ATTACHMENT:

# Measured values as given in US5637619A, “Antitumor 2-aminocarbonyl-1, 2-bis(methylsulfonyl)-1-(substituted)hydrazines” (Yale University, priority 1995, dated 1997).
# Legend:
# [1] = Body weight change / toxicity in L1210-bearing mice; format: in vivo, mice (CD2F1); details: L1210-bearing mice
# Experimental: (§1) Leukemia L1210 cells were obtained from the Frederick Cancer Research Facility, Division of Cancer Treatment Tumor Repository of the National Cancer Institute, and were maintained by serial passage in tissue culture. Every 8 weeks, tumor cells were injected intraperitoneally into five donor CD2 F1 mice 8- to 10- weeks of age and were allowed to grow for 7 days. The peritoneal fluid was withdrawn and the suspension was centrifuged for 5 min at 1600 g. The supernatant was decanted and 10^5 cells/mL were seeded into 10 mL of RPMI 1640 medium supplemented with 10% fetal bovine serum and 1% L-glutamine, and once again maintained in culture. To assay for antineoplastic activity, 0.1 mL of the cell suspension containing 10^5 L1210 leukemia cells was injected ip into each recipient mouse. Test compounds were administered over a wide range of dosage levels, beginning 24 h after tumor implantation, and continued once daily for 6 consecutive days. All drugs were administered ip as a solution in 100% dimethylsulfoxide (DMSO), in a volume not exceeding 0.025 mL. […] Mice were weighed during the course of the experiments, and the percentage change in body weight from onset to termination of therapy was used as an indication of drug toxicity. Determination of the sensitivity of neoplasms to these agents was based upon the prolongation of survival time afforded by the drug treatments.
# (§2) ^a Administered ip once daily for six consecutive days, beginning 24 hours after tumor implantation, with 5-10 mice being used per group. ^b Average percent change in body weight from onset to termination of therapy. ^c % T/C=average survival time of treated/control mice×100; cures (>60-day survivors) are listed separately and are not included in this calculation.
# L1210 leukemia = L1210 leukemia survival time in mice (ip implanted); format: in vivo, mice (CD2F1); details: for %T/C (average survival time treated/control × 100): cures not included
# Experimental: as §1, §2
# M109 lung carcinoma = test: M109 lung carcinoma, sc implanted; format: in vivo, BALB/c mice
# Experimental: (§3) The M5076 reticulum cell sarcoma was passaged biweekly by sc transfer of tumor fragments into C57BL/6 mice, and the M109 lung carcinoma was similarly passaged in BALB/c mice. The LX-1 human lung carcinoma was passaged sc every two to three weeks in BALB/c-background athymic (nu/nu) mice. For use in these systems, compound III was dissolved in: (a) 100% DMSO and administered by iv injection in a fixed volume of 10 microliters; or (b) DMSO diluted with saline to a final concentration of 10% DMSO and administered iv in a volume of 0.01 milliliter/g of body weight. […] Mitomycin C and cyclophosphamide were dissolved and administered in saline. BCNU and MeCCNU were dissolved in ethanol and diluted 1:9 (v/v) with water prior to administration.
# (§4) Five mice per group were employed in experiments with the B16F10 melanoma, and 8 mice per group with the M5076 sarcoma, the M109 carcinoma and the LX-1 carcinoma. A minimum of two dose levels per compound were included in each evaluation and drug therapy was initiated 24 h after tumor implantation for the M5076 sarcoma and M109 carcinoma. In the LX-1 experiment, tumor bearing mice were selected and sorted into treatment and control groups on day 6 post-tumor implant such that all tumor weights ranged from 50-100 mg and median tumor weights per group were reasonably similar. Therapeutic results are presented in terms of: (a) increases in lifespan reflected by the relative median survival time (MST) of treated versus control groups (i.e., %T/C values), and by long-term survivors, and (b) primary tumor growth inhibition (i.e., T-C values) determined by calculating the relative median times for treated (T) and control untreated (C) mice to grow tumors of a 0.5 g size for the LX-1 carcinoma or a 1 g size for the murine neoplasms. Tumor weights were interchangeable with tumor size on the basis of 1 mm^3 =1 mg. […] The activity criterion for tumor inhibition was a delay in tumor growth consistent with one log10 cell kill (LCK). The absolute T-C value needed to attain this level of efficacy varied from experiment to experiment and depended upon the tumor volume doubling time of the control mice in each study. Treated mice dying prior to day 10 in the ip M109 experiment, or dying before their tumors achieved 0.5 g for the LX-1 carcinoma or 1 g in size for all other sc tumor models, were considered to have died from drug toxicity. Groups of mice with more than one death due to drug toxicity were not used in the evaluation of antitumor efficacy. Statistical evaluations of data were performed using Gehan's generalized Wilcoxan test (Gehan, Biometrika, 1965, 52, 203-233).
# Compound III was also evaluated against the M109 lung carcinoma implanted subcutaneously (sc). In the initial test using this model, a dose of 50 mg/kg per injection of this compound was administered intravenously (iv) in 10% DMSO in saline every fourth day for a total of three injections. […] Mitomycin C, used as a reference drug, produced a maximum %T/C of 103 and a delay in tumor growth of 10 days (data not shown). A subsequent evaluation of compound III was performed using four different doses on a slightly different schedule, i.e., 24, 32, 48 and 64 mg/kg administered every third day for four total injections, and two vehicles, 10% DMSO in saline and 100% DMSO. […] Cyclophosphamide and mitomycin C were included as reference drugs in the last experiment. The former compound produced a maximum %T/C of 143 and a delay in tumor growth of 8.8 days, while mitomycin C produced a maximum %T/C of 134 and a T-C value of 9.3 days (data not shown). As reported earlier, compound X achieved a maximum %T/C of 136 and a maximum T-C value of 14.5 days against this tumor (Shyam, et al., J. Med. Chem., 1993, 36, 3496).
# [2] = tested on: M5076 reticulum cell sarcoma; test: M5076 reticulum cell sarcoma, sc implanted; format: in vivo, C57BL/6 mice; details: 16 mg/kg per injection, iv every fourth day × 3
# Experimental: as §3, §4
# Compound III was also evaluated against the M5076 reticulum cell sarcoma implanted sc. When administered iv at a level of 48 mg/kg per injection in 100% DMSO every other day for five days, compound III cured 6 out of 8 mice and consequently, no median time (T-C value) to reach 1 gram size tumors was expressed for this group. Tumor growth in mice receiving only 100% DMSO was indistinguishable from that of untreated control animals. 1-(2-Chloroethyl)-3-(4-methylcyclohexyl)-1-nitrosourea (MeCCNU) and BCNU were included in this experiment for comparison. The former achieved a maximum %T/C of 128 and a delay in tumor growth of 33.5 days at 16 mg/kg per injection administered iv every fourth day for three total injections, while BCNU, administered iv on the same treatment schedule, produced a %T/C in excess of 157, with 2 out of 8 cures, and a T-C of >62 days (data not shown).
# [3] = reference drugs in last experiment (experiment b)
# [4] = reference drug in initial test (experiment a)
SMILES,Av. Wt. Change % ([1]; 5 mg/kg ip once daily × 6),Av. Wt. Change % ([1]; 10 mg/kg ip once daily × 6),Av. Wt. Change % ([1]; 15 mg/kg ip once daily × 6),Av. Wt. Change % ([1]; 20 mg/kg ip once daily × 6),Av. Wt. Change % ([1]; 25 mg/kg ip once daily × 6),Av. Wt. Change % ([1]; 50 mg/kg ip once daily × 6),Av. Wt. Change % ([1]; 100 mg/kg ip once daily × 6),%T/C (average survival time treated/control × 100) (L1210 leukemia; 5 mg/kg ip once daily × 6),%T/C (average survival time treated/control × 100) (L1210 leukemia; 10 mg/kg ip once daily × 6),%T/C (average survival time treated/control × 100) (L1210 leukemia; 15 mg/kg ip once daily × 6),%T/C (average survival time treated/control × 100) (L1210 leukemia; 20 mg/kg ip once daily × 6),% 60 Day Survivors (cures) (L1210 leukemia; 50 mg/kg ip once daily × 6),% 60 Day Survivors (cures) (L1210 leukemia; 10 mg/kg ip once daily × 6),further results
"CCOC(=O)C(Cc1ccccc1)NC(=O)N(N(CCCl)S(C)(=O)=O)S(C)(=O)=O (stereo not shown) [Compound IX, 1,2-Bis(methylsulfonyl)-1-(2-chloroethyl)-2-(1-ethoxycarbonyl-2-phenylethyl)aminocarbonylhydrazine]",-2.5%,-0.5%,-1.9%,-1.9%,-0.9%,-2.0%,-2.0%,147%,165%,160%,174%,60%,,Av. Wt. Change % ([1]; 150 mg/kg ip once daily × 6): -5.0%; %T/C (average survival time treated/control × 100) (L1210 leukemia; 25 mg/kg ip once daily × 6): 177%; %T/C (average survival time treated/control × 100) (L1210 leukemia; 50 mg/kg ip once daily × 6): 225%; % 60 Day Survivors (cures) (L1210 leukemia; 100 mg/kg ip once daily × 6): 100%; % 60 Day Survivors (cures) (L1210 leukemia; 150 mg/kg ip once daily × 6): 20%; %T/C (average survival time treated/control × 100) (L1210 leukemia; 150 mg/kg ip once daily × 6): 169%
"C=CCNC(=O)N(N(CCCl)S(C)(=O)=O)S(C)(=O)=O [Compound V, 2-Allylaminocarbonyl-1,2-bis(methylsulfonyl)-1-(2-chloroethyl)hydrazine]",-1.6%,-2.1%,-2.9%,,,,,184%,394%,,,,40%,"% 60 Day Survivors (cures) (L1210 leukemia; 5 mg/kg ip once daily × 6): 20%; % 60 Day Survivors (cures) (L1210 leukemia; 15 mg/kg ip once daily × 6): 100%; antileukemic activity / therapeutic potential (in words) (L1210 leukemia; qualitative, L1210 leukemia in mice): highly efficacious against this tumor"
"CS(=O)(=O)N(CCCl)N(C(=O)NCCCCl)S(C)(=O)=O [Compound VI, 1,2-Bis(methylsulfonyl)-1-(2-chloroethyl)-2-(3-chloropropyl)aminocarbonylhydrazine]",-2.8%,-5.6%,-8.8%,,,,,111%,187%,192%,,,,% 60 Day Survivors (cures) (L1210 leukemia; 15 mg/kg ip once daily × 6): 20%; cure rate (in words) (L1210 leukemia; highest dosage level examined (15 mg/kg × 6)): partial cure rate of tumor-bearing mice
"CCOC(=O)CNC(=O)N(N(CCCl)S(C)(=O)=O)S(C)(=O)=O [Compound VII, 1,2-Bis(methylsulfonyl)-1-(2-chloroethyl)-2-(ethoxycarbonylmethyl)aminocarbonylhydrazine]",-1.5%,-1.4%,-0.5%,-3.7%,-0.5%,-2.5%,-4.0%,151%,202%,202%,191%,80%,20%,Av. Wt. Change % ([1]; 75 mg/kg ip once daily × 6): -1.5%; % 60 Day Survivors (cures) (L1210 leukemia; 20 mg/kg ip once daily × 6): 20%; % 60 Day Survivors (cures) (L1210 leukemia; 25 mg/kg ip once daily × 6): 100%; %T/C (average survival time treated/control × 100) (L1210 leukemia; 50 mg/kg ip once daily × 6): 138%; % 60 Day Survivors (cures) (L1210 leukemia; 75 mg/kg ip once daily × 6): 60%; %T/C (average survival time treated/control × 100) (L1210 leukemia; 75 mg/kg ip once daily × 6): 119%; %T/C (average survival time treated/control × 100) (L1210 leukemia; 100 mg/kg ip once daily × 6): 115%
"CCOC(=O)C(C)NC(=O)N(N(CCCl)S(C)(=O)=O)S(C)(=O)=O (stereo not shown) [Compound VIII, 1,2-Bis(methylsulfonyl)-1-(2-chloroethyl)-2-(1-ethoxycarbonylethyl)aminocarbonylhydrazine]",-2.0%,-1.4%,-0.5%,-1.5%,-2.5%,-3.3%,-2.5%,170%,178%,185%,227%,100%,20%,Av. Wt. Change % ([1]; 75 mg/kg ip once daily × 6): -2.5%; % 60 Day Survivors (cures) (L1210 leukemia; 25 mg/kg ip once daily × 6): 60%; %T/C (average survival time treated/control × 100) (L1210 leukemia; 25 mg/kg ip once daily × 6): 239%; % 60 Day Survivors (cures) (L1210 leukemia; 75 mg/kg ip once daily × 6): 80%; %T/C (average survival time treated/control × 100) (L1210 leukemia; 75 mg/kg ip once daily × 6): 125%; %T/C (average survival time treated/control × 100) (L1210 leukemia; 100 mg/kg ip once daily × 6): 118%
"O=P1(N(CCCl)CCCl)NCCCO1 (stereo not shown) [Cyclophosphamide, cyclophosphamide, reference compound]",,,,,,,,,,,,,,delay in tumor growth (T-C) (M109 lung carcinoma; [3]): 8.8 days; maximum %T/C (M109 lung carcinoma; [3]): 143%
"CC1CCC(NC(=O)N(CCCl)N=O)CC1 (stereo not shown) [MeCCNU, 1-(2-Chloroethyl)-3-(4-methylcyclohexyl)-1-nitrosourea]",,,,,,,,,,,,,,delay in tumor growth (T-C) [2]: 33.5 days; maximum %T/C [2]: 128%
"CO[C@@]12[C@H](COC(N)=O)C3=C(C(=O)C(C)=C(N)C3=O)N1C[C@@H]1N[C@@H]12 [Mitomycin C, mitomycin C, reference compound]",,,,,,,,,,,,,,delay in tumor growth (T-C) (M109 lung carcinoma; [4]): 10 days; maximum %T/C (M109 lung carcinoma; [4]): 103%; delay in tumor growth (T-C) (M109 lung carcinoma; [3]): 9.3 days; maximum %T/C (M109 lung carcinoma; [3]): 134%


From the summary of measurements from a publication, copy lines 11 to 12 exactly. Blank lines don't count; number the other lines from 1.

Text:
# Compound III was also evaluated against the M109 lung carcinoma implanted subcutaneously (sc). In the initial test using this model, a dose of 50 mg/kg per injection of this compound was administered intravenously (iv) in 10% DMSO in saline every fourth day for a total of three injections. […] Mitomycin C, used as a reference drug, produced a maximum %T/C of 103 and a delay in tumor growth of 10 days (data not shown). A subsequent evaluation of compound III was performed using four different doses on a slightly different schedule, i.e., 24, 32, 48 and 64 mg/kg administered every third day for four total injections, and two vehicles, 10% DMSO in saline and 100% DMSO. […] Cyclophosphamide and mitomycin C were included as reference drugs in the last experiment. The former compound produced a maximum %T/C of 143 and a delay in tumor growth of 8.8 days, while mitomycin C produced a maximum %T/C of 134 and a T-C value of 9.3 days (data not shown). As reported earlier, compound X achieved a maximum %T/C of 136 and a maximum T-C value of 14.5 days against this tumor (Shyam, et al., J. Med. Chem., 1993, 36, 3496).
# [2] = tested on: M5076 reticulum cell sarcoma; test: M5076 reticulum cell sarcoma, sc implanted; format: in vivo, C57BL/6 mice; details: 16 mg/kg per injection, iv every fourth day × 3